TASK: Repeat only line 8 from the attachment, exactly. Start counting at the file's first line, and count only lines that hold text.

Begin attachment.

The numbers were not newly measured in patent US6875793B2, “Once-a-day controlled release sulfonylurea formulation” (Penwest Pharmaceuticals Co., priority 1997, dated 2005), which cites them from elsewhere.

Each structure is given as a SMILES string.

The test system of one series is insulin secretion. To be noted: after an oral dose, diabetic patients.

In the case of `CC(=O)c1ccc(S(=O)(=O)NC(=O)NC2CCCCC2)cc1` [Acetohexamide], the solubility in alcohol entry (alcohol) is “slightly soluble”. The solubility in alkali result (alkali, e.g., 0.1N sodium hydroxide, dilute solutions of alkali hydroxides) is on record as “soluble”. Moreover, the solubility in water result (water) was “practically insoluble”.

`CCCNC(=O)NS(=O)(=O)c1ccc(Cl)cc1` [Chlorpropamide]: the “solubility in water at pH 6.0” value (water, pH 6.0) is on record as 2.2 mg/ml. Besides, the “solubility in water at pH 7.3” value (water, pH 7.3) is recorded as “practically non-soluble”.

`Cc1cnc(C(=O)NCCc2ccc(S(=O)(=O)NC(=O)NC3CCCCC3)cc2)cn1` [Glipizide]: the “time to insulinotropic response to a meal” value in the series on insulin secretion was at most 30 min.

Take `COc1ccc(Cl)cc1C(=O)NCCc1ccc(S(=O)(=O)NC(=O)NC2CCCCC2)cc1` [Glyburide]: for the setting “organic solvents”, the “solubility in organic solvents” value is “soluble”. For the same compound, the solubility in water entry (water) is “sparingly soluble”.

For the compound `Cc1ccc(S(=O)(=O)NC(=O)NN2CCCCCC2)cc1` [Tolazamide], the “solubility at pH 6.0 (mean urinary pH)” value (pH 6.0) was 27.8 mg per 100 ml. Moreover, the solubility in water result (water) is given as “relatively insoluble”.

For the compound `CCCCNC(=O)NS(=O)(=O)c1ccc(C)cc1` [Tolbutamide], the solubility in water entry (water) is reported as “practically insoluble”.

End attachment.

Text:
For the compound `Cc1ccc(S(=O)(=O)NC(=O)NN2CCCCCC2)cc1` [Tolazamide], the “solubility at pH 6.0 (mean urinary pH)” value (pH 6.0) was 27.8 mg per 100 ml. Moreover, the solubility in water result (water) is given as “relatively insoluble”.